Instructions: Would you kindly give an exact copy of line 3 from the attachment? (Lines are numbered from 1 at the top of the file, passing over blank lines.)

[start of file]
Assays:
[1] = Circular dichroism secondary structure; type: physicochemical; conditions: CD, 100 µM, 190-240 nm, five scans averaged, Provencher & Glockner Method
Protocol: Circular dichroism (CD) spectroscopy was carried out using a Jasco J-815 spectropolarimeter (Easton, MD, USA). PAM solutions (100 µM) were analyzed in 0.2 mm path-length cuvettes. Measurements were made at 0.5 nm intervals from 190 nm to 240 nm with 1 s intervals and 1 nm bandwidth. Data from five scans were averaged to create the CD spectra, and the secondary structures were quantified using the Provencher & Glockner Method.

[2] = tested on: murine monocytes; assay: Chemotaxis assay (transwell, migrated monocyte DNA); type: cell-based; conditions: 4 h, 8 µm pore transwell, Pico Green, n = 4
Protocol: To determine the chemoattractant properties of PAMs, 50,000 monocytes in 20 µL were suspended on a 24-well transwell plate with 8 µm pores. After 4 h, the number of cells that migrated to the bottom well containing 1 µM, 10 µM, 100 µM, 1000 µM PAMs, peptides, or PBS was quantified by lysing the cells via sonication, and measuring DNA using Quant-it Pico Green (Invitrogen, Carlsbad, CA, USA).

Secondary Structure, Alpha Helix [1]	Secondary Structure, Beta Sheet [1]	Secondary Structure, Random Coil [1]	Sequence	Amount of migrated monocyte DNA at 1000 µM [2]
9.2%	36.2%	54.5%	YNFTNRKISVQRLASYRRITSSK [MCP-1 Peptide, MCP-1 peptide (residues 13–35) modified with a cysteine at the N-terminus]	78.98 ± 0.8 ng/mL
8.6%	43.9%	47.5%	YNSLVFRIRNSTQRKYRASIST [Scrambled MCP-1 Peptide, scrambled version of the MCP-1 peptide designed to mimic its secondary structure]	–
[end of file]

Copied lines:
Protocol: Circular dichroism (CD) spectroscopy was carried out using a Jasco J-815 spectropolarimeter (Easton, MD, USA). PAM solutions (100 µM) were analyzed in 0.2 mm path-length cuvettes. Measurements were made at 0.5 nm intervals from 190 nm to 240 nm with 1 s intervals and 1 nm bandwidth. Data from five scans were averaged to create the CD spectra, and the secondary structures were quantified using the Provencher & Glockner Method.